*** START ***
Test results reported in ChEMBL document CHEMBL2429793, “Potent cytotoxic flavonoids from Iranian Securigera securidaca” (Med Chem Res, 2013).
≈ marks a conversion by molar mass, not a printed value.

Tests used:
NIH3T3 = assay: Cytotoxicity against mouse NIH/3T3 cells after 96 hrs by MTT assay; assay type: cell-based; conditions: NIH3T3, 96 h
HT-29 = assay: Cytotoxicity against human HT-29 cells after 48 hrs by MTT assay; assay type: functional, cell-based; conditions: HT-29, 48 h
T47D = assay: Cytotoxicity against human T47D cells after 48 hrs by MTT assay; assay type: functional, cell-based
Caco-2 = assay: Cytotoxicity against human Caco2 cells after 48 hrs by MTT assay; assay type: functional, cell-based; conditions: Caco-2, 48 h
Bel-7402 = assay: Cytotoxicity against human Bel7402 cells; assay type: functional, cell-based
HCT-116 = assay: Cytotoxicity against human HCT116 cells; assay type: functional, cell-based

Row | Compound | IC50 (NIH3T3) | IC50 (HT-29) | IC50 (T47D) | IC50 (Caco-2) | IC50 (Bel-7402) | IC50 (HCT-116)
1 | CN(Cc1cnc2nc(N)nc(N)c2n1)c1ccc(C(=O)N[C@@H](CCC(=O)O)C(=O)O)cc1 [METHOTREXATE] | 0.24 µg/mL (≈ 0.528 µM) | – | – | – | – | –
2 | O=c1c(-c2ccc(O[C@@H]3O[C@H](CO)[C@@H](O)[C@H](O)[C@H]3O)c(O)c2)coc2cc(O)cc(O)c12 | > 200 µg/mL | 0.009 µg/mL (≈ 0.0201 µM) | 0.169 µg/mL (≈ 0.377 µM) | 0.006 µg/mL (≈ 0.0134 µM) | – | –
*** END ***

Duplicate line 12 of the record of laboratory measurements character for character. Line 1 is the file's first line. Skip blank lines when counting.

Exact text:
2 | O=c1c(-c2ccc(O[C@@H]3O[C@H](CO)[C@@H](O)[C@H](O)[C@H]3O)c(O)c2)coc2cc(O)cc(O)c12 | > 200 µg/mL | 0.009 µg/mL (≈ 0.0201 µM) | 0.169 µg/mL (≈ 0.377 µM) | 0.006 µg/mL (≈ 0.0134 µM) | – | –